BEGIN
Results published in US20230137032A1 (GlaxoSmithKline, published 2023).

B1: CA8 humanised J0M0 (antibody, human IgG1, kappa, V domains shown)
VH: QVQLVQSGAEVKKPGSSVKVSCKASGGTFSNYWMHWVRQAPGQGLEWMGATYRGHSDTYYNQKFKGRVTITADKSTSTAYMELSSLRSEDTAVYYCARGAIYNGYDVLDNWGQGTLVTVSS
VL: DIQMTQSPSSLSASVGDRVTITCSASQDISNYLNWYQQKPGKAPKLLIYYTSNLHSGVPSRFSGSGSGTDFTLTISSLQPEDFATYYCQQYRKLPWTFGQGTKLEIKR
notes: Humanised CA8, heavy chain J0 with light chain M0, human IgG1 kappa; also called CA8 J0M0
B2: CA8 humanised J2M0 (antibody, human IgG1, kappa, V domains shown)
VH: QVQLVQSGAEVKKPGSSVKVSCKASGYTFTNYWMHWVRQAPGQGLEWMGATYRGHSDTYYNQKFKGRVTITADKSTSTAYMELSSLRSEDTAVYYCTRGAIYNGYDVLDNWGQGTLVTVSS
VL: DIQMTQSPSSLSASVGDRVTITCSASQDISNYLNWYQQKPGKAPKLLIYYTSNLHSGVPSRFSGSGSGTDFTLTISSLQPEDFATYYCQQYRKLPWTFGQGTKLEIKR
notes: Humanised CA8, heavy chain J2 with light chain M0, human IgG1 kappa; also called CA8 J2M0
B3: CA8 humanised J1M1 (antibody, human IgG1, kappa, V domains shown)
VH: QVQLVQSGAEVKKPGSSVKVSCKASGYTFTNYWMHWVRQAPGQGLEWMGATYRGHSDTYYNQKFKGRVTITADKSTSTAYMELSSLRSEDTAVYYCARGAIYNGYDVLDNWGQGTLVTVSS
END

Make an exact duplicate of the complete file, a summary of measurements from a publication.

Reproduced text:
Results published in US20230137032A1 (GlaxoSmithKline, published 2023).

B1: CA8 humanised J0M0 (antibody, human IgG1, kappa, V domains shown)
VH: QVQLVQSGAEVKKPGSSVKVSCKASGGTFSNYWMHWVRQAPGQGLEWMGATYRGHSDTYYNQKFKGRVTITADKSTSTAYMELSSLRSEDTAVYYCARGAIYNGYDVLDNWGQGTLVTVSS
VL: DIQMTQSPSSLSASVGDRVTITCSASQDISNYLNWYQQKPGKAPKLLIYYTSNLHSGVPSRFSGSGSGTDFTLTISSLQPEDFATYYCQQYRKLPWTFGQGTKLEIKR
notes: Humanised CA8, heavy chain J0 with light chain M0, human IgG1 kappa; also called CA8 J0M0
B2: CA8 humanised J2M0 (antibody, human IgG1, kappa, V domains shown)
VH: QVQLVQSGAEVKKPGSSVKVSCKASGYTFTNYWMHWVRQAPGQGLEWMGATYRGHSDTYYNQKFKGRVTITADKSTSTAYMELSSLRSEDTAVYYCTRGAIYNGYDVLDNWGQGTLVTVSS
VL: DIQMTQSPSSLSASVGDRVTITCSASQDISNYLNWYQQKPGKAPKLLIYYTSNLHSGVPSRFSGSGSGTDFTLTISSLQPEDFATYYCQQYRKLPWTFGQGTKLEIKR
notes: Humanised CA8, heavy chain J2 with light chain M0, human IgG1 kappa; also called CA8 J2M0
B3: CA8 humanised J1M1 (antibody, human IgG1, kappa, V domains shown)
VH: QVQLVQSGAEVKKPGSSVKVSCKASGYTFTNYWMHWVRQAPGQGLEWMGATYRGHSDTYYNQKFKGRVTITADKSTSTAYMELSSLRSEDTAVYYCARGAIYNGYDVLDNWGQGTLVTVSS